I would absolutely be on board with those that state they hear no difference. I have done test after test with all manner of price-point of equipment and can hear no difference at all between the various lossless file types and (and here we go…) a an mp3 file of certain bitrate. If you look at the specs for the various file types they all exceed the dynamic range of the original source files, so all is intact.
For many, however, the fact that a file is lossy automatically gives them predispostion that something is lost. To each their own but I disagree, feeling quite satisfied with the music that is played back in my system from these high bitrate lossy file types (all bets are off with low bitrate files however).
The provenance of the source files is key here as well, anything recorded in the tape era or transferred to tape for mastering has only the range of tape, which, again, lossy 320kb mp3 or CD exceeds. If the original was done in the digital era and has been maintained throughout the mastering chain in full resolution then the answer would be different but other than some select audiophile recordings most everything in the rock, pop, contemporary arena has been mastered down and anyway, from all my listening experience (since I am not an engineer but know many who are and they tell me this).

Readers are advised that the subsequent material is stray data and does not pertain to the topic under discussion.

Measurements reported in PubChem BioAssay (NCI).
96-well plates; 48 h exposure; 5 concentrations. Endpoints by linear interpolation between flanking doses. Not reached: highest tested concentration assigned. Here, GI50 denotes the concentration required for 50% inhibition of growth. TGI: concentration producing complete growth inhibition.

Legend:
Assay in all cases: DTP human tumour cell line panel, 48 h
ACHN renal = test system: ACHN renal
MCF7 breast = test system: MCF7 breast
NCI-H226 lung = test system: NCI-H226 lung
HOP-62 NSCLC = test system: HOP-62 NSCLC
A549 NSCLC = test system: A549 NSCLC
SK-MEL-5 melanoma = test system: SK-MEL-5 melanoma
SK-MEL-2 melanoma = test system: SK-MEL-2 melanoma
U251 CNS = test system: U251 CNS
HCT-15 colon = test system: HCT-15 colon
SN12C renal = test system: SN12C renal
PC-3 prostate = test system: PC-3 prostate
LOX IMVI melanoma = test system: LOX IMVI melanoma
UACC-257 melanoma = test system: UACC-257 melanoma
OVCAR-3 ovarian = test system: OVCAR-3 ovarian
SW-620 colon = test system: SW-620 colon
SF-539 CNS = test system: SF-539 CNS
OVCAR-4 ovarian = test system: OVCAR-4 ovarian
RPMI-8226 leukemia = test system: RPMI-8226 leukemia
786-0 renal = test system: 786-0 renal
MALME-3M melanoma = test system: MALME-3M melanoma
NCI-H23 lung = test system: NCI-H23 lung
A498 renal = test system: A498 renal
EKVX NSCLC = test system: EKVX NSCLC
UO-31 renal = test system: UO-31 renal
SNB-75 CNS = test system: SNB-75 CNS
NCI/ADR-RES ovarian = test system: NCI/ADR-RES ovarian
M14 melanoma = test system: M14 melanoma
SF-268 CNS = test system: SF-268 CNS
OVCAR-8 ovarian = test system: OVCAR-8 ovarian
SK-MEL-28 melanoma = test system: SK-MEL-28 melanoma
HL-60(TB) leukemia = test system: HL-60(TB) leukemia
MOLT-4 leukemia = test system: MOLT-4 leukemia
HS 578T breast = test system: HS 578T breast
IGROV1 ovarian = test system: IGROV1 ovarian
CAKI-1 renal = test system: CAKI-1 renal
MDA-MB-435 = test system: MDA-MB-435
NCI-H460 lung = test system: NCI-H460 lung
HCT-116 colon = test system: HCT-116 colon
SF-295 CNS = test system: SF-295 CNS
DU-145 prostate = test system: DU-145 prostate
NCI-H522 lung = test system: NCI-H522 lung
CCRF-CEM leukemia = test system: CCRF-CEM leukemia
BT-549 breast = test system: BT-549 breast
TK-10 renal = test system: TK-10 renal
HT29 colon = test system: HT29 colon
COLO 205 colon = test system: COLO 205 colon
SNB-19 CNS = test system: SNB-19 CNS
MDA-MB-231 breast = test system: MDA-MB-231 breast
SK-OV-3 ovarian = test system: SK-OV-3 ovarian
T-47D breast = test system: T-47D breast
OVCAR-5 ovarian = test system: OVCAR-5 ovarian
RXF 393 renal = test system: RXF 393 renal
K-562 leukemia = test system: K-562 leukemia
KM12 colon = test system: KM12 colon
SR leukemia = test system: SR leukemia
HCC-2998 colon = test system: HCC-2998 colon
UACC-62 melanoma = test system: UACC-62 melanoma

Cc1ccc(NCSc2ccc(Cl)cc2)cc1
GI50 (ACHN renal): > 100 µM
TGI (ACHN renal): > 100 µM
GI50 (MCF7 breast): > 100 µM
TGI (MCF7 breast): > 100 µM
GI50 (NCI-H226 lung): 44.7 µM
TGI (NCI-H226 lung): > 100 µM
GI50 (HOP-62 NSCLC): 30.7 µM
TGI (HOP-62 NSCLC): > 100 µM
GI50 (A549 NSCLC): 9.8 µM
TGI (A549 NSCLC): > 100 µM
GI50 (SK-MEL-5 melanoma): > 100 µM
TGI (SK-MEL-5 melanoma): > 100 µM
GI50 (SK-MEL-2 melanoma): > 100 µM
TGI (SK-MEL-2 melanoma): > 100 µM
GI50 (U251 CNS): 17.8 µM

Sound differences can arise from the implementation fo the playback. If you have a computer or device that struggles to process a file of a certain type for playback then that can affect the sound I believe, or your DAC could be the same way if it struggles with certain types of file types. In that case it is not the file itself but the processing and decoding of it that makes things sound different. On my computer I routinely only use about 6% of my machines’s processing power to play back music files of any type, so, have lots of overhead to work with.
I also employ the squint method - if I have to squint really hard to think I hear a difference, then there is none!! I also employ the “good enough” philosophy, the file types I utilize for playback may not be the best available, but, they are certainly good enough.
I have been to high end audio shows were guys have almost come to blows arguing over which LOSSLESS format sounded better, FLAC or WAV in some cases. I am with the prior posters on this, lossless is lossless, however each lossless file type may take different computer or device resources. The more valid question is there an audible difference between lossy and lossless, that is the big debate.
I suppose enough rambling, but this has been my assessment of your original inquiry.